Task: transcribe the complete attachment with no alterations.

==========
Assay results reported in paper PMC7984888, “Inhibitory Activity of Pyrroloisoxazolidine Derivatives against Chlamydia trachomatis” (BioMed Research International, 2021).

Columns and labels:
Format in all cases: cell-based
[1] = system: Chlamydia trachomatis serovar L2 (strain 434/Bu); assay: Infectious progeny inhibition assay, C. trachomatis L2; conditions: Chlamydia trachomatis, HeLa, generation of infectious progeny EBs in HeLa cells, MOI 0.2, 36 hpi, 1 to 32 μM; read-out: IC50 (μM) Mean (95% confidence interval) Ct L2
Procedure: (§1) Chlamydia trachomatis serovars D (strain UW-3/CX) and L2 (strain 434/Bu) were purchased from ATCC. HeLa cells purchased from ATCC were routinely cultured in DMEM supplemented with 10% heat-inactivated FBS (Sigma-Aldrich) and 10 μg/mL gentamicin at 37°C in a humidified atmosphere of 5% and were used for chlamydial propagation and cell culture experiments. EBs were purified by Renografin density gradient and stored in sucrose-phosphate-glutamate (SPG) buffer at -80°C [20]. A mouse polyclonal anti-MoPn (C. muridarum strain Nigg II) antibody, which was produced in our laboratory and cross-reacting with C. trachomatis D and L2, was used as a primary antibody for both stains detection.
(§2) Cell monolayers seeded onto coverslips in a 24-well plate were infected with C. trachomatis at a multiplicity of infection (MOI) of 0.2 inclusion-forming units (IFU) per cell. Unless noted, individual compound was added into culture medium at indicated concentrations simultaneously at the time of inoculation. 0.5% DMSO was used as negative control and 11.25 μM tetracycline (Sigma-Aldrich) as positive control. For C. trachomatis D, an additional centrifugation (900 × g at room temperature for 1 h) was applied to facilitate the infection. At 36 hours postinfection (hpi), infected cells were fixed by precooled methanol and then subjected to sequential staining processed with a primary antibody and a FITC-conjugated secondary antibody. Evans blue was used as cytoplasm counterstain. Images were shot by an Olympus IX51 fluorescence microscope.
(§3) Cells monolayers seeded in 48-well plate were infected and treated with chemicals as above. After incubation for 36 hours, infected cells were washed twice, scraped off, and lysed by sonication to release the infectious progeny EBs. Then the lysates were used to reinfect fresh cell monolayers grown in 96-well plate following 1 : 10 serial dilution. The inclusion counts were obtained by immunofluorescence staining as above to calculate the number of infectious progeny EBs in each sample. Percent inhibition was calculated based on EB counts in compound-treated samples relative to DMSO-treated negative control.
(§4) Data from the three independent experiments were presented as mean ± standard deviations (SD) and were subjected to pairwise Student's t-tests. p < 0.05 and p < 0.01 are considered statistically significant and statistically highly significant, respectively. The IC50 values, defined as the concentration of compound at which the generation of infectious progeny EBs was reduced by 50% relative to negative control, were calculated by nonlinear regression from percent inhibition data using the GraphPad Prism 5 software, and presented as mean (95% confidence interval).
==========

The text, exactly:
Assay results reported in paper PMC7984888, “Inhibitory Activity of Pyrroloisoxazolidine Derivatives against Chlamydia trachomatis” (BioMed Research International, 2021).

Columns and labels:
Format in all cases: cell-based
[1] = system: Chlamydia trachomatis serovar L2 (strain 434/Bu); assay: Infectious progeny inhibition assay, C. trachomatis L2; conditions: Chlamydia trachomatis, HeLa, generation of infectious progeny EBs in HeLa cells, MOI 0.2, 36 hpi, 1 to 32 μM; read-out: IC50 (μM) Mean (95% confidence interval) Ct L2
Procedure: (§1) Chlamydia trachomatis serovars D (strain UW-3/CX) and L2 (strain 434/Bu) were purchased from ATCC. HeLa cells purchased from ATCC were routinely cultured in DMEM supplemented with 10% heat-inactivated FBS (Sigma-Aldrich) and 10 μg/mL gentamicin at 37°C in a humidified atmosphere of 5% and were used for chlamydial propagation and cell culture experiments. EBs were purified by Renografin density gradient and stored in sucrose-phosphate-glutamate (SPG) buffer at -80°C [20]. A mouse polyclonal anti-MoPn (C. muridarum strain Nigg II) antibody, which was produced in our laboratory and cross-reacting with C. trachomatis D and L2, was used as a primary antibody for both stains detection.
(§2) Cell monolayers seeded onto coverslips in a 24-well plate were infected with C. trachomatis at a multiplicity of infection (MOI) of 0.2 inclusion-forming units (IFU) per cell. Unless noted, individual compound was added into culture medium at indicated concentrations simultaneously at the time of inoculation. 0.5% DMSO was used as negative control and 11.25 μM tetracycline (Sigma-Aldrich) as positive control. For C. trachomatis D, an additional centrifugation (900 × g at room temperature for 1 h) was applied to facilitate the infection. At 36 hours postinfection (hpi), infected cells were fixed by precooled methanol and then subjected to sequential staining processed with a primary antibody and a FITC-conjugated secondary antibody. Evans blue was used as cytoplasm counterstain. Images were shot by an Olympus IX51 fluorescence microscope.
(§3) Cells monolayers seeded in 48-well plate were infected and treated with chemicals as above. After incubation for 36 hours, infected cells were washed twice, scraped off, and lysed by sonication to release the infectious progeny EBs. Then the lysates were used to reinfect fresh cell monolayers grown in 96-well plate following 1 : 10 serial dilution. The inclusion counts were obtained by immunofluorescence staining as above to calculate the number of infectious progeny EBs in each sample. Percent inhibition was calculated based on EB counts in compound-treated samples relative to DMSO-treated negative control.
(§4) Data from the three independent experiments were presented as mean ± standard deviations (SD) and were subjected to pairwise Student's t-tests. p < 0.05 and p < 0.01 are considered statistically significant and statistically highly significant, respectively. The IC50 values, defined as the concentration of compound at which the generation of infectious progeny EBs was reduced by 50% relative to negative control, were calculated by nonlinear regression from percent inhibition data using the GraphPad Prism 5 software, and presented as mean (95% confidence interval).